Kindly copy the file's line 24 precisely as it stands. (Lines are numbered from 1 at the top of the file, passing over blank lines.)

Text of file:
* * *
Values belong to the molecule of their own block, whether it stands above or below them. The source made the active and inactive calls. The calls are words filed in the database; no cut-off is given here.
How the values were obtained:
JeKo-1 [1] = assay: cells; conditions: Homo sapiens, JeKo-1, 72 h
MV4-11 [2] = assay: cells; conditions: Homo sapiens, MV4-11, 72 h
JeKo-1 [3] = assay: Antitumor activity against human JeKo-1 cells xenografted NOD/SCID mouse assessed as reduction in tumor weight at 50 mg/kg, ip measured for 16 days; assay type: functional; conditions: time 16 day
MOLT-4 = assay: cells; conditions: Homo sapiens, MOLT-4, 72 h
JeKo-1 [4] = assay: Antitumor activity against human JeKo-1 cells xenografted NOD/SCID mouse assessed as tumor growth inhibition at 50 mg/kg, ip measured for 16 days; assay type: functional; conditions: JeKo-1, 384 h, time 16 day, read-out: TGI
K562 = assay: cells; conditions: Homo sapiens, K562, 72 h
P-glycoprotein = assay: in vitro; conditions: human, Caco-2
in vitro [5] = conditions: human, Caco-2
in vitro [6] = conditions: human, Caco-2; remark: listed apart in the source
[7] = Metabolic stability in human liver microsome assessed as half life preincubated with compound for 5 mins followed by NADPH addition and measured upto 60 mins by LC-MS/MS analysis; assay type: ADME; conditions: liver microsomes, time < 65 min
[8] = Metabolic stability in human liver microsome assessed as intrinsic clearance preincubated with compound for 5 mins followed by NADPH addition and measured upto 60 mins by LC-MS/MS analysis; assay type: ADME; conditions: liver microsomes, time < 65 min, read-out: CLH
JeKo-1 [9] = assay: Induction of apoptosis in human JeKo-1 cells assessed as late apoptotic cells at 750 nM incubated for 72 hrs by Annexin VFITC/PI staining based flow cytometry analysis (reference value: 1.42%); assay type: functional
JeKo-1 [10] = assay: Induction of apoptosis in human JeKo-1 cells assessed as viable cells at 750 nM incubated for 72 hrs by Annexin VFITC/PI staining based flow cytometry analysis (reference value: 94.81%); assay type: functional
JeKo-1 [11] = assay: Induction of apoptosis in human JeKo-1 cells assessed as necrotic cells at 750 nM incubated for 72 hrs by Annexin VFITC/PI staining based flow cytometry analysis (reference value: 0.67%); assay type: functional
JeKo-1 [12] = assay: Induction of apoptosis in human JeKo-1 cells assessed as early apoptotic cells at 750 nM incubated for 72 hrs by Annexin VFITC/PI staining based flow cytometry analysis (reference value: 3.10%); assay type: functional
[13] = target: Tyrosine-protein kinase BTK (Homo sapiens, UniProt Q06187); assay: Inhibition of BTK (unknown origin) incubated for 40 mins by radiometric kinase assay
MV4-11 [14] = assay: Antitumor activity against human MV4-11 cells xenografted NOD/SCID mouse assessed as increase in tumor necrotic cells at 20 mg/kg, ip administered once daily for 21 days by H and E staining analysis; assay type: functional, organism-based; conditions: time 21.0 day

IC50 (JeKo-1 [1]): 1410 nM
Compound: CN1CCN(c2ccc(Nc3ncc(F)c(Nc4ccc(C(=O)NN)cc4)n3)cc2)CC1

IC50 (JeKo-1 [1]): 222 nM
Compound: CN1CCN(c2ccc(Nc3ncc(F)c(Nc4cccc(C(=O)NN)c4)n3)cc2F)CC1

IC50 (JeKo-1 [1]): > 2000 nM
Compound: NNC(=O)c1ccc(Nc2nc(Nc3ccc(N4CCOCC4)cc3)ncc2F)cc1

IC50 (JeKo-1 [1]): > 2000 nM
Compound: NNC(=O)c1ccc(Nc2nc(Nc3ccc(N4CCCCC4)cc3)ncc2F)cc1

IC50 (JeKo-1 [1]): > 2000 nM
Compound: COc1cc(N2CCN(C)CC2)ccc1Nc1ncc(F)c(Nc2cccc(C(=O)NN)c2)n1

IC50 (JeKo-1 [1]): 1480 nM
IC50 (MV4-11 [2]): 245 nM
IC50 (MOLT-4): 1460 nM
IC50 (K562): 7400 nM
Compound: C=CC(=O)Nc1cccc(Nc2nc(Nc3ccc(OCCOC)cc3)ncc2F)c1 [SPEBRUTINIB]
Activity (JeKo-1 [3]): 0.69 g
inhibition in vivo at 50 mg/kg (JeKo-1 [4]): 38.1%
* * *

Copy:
IC50 (JeKo-1 [1]): > 2000 nM